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Understanding Your Corned Beef

Understanding Your Corned Beef

It’s almost St. Patrick’s Day, which for me, ALWAYS means cooking a corned beef and cabbage meal. And quite honestly, it’s one of the easiest meals you can make, but you’ll want to understand some nuances about the cut of meat as well as the sides, before jumping in. 


Corned beef comes from brisket point, and when shopping for the perfect corned beef, you’ll often be given two choices at the butcher or grocery store. You can opt for a Flat Cut, which is a leaner (somewhat healthier) cut. Because there is less fat in this cut, the amount you purchase is closer to the amount you will have left after cooking. 

The other option is the Point Cut, which has more fat (aka more flavor) but understand there will be a significant amount of shrinking when you cook this cut. In all honesty, they are both delicious, and sometimes I will buy one of each to cook on St. Patrick’s Day. 

The other important piece to a delicious corned beef and cabbage meal is HOW you cook it. Traditionalists will tell you that the entire meal should be boiled, starting with the meat and seasonings, adding in the carrots, onions and potatoes and layering the cabbage on top for just a short amount of time. I can honestly say I did it this way for years and was hesitant to try anything else. There are a number of small variations to this method (i.e. add the onions at the same time as the meat or add the cabbage at the same time as the potatoes) but if you look up Traditional Boiled Corned Beef & Cabbage, just about any one of those recipes will work. Here is one that I have loosely followed in the past, from AllRecipes.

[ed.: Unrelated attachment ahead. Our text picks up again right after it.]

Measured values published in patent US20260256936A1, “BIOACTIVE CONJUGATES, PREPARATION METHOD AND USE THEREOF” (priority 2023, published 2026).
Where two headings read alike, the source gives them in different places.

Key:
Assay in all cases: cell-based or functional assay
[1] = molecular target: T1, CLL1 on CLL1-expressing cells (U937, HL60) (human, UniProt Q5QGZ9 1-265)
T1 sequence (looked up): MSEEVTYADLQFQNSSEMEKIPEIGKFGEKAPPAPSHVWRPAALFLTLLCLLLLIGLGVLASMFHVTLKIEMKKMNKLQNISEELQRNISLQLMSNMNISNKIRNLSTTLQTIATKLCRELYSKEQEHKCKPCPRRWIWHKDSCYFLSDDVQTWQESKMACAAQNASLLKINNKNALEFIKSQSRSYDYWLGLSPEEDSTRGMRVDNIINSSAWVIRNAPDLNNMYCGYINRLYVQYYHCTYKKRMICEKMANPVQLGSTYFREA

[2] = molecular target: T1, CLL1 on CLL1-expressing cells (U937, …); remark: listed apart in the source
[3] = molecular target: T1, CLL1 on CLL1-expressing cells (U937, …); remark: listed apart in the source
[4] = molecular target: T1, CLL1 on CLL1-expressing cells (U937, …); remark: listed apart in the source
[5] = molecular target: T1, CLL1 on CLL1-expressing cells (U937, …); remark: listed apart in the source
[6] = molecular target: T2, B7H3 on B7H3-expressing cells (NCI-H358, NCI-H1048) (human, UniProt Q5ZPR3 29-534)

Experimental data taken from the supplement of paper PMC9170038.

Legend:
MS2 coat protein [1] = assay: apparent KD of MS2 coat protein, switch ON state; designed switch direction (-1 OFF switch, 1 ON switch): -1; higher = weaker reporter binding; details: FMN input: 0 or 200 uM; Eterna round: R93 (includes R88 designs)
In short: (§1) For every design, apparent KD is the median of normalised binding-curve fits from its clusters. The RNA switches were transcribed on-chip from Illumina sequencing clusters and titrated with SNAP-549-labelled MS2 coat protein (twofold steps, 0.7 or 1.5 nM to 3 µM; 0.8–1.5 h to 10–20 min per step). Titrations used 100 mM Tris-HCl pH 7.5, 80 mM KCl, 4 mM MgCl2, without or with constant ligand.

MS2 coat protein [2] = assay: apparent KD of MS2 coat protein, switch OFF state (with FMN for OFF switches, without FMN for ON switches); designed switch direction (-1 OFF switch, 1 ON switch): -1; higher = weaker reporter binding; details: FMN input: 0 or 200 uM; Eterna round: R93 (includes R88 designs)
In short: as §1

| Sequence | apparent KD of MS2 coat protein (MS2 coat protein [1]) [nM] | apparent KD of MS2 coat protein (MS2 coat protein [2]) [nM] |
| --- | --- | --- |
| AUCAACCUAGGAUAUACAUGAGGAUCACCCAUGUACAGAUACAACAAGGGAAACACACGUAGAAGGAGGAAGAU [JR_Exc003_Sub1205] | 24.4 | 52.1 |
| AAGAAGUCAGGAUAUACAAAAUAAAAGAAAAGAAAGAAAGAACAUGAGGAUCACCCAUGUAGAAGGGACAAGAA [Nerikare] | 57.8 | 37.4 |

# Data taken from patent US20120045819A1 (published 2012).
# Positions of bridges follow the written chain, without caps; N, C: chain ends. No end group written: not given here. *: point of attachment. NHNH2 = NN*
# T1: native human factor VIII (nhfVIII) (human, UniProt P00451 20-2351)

However, then along comes the InstaPot. As I mentioned, I was really hesitant to try this; kind of like, “Don’t fix something if it isn’t broken.” But I was too curious, and as an experiment 2 years ago, I tried this recipe from Family Fresh MealsI was pleasantly surprised at how moist and delicious it was, and cooked it again this way last year. It basically provides the same results and cuts back on the cooking time enormously. 



A third alternative is to bake your corned beef and cabbage dinner in the oven. I haven’t tried this so can’t speak to the results, but I did find this recipe from A Spicy Perspective, which I might muster up the courage to try this week! 



However you cook your Corned Beef & Cabbage dinner I hope you enjoy it as much as I do!

Shelley Nicholson

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